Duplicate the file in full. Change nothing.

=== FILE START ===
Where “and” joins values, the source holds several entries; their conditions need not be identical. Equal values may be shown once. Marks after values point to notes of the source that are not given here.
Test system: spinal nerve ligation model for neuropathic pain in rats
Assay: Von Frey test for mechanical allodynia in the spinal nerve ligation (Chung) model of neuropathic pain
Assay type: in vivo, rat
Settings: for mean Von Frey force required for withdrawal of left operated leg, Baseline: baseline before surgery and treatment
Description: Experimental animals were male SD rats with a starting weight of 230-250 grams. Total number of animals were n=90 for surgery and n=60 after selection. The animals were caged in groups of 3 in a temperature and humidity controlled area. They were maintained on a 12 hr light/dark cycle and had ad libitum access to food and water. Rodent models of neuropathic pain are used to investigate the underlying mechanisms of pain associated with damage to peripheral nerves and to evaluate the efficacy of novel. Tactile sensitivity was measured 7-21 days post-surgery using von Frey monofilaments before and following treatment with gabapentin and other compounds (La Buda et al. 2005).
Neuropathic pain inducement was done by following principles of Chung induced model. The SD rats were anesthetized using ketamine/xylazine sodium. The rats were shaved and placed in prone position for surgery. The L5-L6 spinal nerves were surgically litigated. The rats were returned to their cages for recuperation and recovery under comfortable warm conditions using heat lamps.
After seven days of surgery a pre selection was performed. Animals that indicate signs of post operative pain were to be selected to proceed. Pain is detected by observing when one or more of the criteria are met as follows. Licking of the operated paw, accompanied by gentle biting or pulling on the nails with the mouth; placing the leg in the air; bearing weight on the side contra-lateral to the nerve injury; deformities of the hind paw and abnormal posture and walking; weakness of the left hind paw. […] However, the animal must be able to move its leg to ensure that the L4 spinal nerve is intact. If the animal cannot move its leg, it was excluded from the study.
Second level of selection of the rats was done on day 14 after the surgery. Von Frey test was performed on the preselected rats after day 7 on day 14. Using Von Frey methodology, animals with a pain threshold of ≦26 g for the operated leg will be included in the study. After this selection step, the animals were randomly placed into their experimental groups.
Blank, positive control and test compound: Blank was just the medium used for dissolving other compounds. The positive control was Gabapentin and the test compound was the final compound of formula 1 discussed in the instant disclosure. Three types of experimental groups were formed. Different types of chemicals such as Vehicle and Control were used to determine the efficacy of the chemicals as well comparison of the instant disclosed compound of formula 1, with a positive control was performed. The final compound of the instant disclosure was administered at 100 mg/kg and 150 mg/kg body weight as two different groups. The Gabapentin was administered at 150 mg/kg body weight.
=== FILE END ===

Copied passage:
Where “and” joins values, the source holds several entries; their conditions need not be identical. Equal values may be shown once. Marks after values point to notes of the source that are not given here.
Test system: spinal nerve ligation model for neuropathic pain in rats
Assay: Von Frey test for mechanical allodynia in the spinal nerve ligation (Chung) model of neuropathic pain
Assay type: in vivo, rat
Settings: for mean Von Frey force required for withdrawal of left operated leg, Baseline: baseline before surgery and treatment
Description: Experimental animals were male SD rats with a starting weight of 230-250 grams. Total number of animals were n=90 for surgery and n=60 after selection. The animals were caged in groups of 3 in a temperature and humidity controlled area. They were maintained on a 12 hr light/dark cycle and had ad libitum access to food and water. Rodent models of neuropathic pain are used to investigate the underlying mechanisms of pain associated with damage to peripheral nerves and to evaluate the efficacy of novel. Tactile sensitivity was measured 7-21 days post-surgery using von Frey monofilaments before and following treatment with gabapentin and other compounds (La Buda et al. 2005).
Neuropathic pain inducement was done by following principles of Chung induced model. The SD rats were anesthetized using ketamine/xylazine sodium. The rats were shaved and placed in prone position for surgery. The L5-L6 spinal nerves were surgically litigated. The rats were returned to their cages for recuperation and recovery under comfortable warm conditions using heat lamps.
After seven days of surgery a pre selection was performed. Animals that indicate signs of post operative pain were to be selected to proceed. Pain is detected by observing when one or more of the criteria are met as follows. Licking of the operated paw, accompanied by gentle biting or pulling on the nails with the mouth; placing the leg in the air; bearing weight on the side contra-lateral to the nerve injury; deformities of the hind paw and abnormal posture and walking; weakness of the left hind paw. […] However, the animal must be able to move its leg to ensure that the L4 spinal nerve is intact. If the animal cannot move its leg, it was excluded from the study.
Second level of selection of the rats was done on day 14 after the surgery. Von Frey test was performed on the preselected rats after day 7 on day 14. Using Von Frey methodology, animals with a pain threshold of ≦26 g for the operated leg will be included in the study. After this selection step, the animals were randomly placed into their experimental groups.
Blank, positive control and test compound: Blank was just the medium used for dissolving other compounds. The positive control was Gabapentin and the test compound was the final compound of formula 1 discussed in the instant disclosure. Three types of experimental groups were formed. Different types of chemicals such as Vehicle and Control were used to determine the efficacy of the chemicals as well comparison of the instant disclosed compound of formula 1, with a positive control was performed. The final compound of the instant disclosure was administered at 100 mg/kg and 150 mg/kg body weight as two different groups. The Gabapentin was administered at 150 mg/kg body weight.